Consider the following learning situations, and decide which one YOU would prefer:
- You record a university professor giving a lecture. Later, you listen to the lecture again at home.
- Your teacher draws a lot of words and diagrams on the white board. You copy those words and diagrams in your notebook.
- Your teacher asks you to work on the computer. He doesn’t give you a lot of explanation; he lets you figure things out on your own, but is willing to answer questions.
All three examples represent good teaching and studying techniques, but if you prefer one situation over the others, it may tell you something about your learning style.
What is a learning style? Your learning style is how you, personally, like to learn. By understanding your learning style, you can find study strategies that will help you learn best.
Three Learning Styles
Educators have identified three main learning styles:
- Auditory style. Auditory learners use their ears to learn. They like to listen to lecture, engage in conversations, and repeat information to themselves.
- Visual style. Visual learners use their eyes. They like to look at charts and diagrams, take detailed notes, and form pictures in their mind.
- Tactile/kinesthetic style. Tactile learners like to learn by doing. They enjoy working with physical objects, and figuring out problems on their own.
No one style is better or worse; all three styles are equally effective. But if you have a strong preference for one style over the others, it may help you study more effectively.
Work According To Your Style
If you are an auditory learner, consider the following study techniques:
- Record lectures and conversations. Listen to them later.
- Study with other people, and talk about your ideas.
- Read out loud, and talk to yourself while studying.
- Listen to study materials while doing other things (cooking, driving, etc.).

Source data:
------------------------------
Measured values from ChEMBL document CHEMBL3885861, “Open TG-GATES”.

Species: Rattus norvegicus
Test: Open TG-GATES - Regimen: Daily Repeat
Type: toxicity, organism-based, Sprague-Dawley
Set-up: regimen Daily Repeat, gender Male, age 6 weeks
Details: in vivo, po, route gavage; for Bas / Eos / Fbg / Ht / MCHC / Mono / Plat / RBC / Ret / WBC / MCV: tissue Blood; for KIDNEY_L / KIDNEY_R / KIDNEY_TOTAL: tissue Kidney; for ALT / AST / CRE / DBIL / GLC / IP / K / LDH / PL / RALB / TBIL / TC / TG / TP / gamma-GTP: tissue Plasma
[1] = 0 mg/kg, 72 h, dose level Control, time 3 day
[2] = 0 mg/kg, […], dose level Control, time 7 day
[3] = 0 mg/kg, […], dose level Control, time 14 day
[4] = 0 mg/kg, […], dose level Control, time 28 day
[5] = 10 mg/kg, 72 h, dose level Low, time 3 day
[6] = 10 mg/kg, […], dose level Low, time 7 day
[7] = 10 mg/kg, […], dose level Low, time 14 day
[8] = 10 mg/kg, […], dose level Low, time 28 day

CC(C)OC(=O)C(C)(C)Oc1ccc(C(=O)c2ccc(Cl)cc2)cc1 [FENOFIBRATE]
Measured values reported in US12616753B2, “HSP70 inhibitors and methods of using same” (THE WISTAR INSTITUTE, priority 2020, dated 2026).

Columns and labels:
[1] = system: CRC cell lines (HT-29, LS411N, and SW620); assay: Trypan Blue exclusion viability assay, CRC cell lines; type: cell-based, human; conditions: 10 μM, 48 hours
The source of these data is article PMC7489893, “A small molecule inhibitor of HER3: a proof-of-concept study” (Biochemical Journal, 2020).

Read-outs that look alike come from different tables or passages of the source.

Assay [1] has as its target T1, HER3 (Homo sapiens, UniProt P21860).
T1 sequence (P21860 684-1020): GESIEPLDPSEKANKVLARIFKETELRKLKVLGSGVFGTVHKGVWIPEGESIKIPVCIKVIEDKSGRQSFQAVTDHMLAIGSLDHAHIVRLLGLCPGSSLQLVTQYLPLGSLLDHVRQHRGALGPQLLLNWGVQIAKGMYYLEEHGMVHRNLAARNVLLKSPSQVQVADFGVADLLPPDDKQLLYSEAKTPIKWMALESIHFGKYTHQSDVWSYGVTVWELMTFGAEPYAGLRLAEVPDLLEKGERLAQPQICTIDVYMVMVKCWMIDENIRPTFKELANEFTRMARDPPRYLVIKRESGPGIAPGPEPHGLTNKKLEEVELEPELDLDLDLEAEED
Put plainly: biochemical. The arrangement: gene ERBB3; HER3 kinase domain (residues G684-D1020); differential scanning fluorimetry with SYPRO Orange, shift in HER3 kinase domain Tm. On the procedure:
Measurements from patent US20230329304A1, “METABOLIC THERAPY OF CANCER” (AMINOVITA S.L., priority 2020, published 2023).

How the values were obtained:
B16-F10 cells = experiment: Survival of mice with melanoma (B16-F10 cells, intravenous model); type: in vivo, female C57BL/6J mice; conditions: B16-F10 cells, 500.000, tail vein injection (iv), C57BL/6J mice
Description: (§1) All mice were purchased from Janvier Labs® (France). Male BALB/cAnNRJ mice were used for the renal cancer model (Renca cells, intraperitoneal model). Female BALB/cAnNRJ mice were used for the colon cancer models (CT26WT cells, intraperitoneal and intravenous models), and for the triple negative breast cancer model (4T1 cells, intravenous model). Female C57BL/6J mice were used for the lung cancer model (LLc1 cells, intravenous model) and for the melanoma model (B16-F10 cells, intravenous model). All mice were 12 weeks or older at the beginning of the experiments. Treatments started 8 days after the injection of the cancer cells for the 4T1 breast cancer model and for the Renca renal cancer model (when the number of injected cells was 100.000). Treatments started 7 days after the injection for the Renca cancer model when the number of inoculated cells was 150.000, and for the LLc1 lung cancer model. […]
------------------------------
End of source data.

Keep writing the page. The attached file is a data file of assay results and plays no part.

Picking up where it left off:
If you are a visual learner, you may use these study methods:
- When working with other people, take lots of notes, and review them later.
- Draw pictures, graphs, and charts to illustrate concepts.
- Underline or highlight information in books.
- Use different colors to take notes.
If you are a tactile/kinesthetic learner, consider the following methods:
- Get hands-on experience. Don’t just watch other people.
- Move around when learning. Don’t sit still for too long.
- Use note cards, or cut up papers, to arrange your thoughts.
- Work with 3D models, sculptures, and other things that you can get your hands on.
Understanding your learning style will help you learn everything – English, history, computer skills, science, etc. It can help you choose your classes – or even your career!
Understanding your learning style will certainly improve your results. But don’t let yourself get stuck. It’s good to mix things up. For instance, if you’re a visual learner, go ahead and record a lecture sometime. There’s a lot of research showing that taking a multi-sensory approach usually helps people learn.
What Do You Think?
Do you think people have different learning styles? Are you a visual, auditory, or kinesthetic learner? How can your learning style help you learn English? Let us know in the comments section below!